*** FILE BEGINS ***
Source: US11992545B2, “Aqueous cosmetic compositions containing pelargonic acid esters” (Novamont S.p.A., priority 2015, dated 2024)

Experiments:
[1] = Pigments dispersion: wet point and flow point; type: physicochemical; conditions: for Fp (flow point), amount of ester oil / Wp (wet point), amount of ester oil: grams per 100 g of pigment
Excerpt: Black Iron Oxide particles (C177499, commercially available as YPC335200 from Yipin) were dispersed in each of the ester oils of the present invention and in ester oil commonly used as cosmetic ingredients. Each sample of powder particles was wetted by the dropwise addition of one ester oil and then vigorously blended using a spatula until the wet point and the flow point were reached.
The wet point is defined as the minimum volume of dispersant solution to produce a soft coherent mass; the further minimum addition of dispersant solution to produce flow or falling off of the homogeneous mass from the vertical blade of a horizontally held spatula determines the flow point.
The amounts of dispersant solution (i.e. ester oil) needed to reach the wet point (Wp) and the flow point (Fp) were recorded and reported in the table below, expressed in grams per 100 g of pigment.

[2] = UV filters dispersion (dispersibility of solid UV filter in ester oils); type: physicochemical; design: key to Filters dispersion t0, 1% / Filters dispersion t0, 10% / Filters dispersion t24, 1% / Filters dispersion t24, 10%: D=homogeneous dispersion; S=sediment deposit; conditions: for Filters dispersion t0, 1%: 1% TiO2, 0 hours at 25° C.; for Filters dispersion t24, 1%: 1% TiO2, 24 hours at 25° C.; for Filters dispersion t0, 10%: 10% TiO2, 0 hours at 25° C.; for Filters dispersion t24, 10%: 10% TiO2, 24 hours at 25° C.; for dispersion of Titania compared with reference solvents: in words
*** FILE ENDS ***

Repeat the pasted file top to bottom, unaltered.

Source: US11992545B2, “Aqueous cosmetic compositions containing pelargonic acid esters” (Novamont S.p.A., priority 2015, dated 2024)

Experiments:
[1] = Pigments dispersion: wet point and flow point; type: physicochemical; conditions: for Fp (flow point), amount of ester oil / Wp (wet point), amount of ester oil: grams per 100 g of pigment
Excerpt: Black Iron Oxide particles (C177499, commercially available as YPC335200 from Yipin) were dispersed in each of the ester oils of the present invention and in ester oil commonly used as cosmetic ingredients. Each sample of powder particles was wetted by the dropwise addition of one ester oil and then vigorously blended using a spatula until the wet point and the flow point were reached.
The wet point is defined as the minimum volume of dispersant solution to produce a soft coherent mass; the further minimum addition of dispersant solution to produce flow or falling off of the homogeneous mass from the vertical blade of a horizontally held spatula determines the flow point.
The amounts of dispersant solution (i.e. ester oil) needed to reach the wet point (Wp) and the flow point (Fp) were recorded and reported in the table below, expressed in grams per 100 g of pigment.

[2] = UV filters dispersion (dispersibility of solid UV filter in ester oils); type: physicochemical; design: key to Filters dispersion t0, 1% / Filters dispersion t0, 10% / Filters dispersion t24, 1% / Filters dispersion t24, 10%: D=homogeneous dispersion; S=sediment deposit; conditions: for Filters dispersion t0, 1%: 1% TiO2, 0 hours at 25° C.; for Filters dispersion t24, 1%: 1% TiO2, 24 hours at 25° C.; for Filters dispersion t0, 10%: 10% TiO2, 0 hours at 25° C.; for Filters dispersion t24, 10%: 10% TiO2, 24 hours at 25° C.; for dispersion of Titania compared with reference solvents: in words